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Film: Sayonara

The 2nd most quintessential Mighty Whitey and Mellow Yellow movie, after The World Of Suzie Wong.

Lloyd Gruver (Marlon Brando), a United States Air Force Major stationed in Korea whose father is a four-star general and who is prejudiced against Asians, is irritated that many of his friends and associates are marrying Asian women (something which the U.S. Military as a whole strongly disapproves of). He is transferred to a desk job in Kobe, Japan, under command of his father's friend—three-star general Webster (Kent Smith). Lyold is engaged to Webster's daughter, Eileen (Patricia Owens), but he doesn't seem particularly attracted to her. Reluctantly, he serves as the best man at the wedding of his crew chief Joe Kelly (Red Buttons) to local woman Katsumi (Miyoshi Umeki). Gruver finds his prejudices challenged when he himself falls in love with the beautiful Takarazuka actress/dancer Hana-ogi (Miiko Taka)...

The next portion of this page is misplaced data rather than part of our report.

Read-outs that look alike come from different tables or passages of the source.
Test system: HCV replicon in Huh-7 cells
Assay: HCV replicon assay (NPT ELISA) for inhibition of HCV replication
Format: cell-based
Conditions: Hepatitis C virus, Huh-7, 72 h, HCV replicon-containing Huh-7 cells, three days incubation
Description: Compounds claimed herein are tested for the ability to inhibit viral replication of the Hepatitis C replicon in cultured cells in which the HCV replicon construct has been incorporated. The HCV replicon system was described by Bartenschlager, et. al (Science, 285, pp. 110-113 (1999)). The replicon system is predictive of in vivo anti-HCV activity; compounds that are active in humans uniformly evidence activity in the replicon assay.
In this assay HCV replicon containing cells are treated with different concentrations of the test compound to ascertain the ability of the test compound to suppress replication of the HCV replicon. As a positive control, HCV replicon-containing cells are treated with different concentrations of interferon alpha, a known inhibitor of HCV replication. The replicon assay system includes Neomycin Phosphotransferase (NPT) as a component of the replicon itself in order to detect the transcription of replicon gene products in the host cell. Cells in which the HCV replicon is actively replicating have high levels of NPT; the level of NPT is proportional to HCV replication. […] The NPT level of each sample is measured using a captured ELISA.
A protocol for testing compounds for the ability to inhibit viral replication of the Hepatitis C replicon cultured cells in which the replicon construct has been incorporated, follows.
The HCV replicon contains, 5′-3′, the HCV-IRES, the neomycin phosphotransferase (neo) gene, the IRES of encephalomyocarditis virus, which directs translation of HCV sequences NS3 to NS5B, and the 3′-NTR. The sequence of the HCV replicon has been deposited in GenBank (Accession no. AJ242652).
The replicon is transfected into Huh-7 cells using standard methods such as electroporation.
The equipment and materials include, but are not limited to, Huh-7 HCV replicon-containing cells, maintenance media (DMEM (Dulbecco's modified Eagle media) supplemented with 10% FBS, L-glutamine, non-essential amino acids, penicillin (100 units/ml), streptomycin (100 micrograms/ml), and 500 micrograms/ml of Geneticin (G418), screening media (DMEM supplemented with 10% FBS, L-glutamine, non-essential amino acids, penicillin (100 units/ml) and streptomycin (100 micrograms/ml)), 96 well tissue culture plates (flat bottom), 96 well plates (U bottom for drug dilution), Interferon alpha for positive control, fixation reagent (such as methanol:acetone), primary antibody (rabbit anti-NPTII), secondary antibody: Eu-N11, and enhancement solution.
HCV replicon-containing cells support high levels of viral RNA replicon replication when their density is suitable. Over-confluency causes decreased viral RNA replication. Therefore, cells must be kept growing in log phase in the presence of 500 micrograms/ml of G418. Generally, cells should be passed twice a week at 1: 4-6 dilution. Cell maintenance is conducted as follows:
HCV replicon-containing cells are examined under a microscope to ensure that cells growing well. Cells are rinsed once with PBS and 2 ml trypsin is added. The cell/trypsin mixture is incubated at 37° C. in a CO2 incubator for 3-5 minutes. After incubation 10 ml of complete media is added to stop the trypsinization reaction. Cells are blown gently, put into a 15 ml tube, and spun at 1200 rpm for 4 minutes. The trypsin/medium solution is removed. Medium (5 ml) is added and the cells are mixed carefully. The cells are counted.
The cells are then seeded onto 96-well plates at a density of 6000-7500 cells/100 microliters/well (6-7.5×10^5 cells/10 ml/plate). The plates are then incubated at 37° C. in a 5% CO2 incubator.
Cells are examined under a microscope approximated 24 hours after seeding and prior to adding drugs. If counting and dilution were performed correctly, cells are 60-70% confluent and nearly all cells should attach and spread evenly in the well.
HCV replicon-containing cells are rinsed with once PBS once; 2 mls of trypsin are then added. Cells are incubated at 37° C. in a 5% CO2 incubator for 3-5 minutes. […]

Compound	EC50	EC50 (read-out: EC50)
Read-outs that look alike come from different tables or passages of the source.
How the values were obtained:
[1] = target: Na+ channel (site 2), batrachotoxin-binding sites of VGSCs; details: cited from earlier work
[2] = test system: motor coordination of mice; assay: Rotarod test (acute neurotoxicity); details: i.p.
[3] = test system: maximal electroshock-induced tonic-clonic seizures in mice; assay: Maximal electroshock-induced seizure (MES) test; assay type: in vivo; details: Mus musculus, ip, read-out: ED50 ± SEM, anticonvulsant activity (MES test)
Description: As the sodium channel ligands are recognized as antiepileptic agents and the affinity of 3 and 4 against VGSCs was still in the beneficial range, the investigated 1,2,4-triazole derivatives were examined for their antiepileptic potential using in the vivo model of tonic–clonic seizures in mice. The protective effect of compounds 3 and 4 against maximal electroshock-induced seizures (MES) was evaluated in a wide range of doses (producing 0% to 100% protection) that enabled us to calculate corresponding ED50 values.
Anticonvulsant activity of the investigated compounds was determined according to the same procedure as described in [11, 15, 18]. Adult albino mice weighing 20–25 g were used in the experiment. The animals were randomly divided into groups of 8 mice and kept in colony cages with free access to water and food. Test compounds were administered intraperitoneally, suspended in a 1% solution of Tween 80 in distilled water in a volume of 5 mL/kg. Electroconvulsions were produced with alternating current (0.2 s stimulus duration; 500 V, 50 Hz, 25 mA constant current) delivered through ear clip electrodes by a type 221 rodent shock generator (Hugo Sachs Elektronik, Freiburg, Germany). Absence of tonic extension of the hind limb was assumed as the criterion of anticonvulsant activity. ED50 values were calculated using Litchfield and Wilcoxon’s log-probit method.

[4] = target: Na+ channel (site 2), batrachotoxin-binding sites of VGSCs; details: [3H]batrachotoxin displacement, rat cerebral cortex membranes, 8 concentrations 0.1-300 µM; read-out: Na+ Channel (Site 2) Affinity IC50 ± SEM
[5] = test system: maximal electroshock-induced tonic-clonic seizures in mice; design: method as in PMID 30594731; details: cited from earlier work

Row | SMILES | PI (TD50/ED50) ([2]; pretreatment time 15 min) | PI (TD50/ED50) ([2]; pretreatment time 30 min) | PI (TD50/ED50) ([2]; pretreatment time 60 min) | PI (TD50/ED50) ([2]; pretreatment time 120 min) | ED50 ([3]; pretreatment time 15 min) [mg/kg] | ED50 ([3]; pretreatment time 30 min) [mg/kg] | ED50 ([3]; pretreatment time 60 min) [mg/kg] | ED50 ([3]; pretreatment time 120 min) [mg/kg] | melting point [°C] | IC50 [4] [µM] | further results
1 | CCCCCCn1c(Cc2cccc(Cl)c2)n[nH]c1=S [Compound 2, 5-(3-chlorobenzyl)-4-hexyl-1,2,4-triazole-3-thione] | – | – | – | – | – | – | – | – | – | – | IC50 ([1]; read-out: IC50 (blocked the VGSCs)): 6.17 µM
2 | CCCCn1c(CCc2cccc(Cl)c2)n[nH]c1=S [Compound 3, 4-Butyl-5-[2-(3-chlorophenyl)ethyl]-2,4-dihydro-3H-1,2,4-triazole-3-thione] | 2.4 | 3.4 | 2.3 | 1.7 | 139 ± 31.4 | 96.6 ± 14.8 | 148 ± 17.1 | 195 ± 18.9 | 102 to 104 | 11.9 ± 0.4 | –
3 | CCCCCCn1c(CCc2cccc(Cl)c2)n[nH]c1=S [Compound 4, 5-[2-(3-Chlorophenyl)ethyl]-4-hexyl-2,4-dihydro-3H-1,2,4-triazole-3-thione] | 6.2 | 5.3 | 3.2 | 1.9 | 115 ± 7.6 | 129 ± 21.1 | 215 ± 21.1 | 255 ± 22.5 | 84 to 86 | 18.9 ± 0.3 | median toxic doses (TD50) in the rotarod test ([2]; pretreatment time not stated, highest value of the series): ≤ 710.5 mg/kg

By today's standards, the film largely comes off as dated—perhaps even racist—, between the 50s melodrama and stereotypical portrayal of Japan and Japanese women. In 1957, however, a film portraying Japan and interracial marriages in a sympathetic light was a risque rarity, especially considering that director Joshua Logan had initially wanted Audrey Hepburn for Taka's role, and that the book it was based on ended with Gruver and Taka deciding that they would never be compatible and breaking up.

Earned Best Supporting Actor awards for Red Buttons and Miyoshi Umeki—making her the first and only Asian performer to win said award.

This film provides examples of:

Peyton PlaceFilms of the 1950sThe Seventh Seal

alternative title(s): Sayonara
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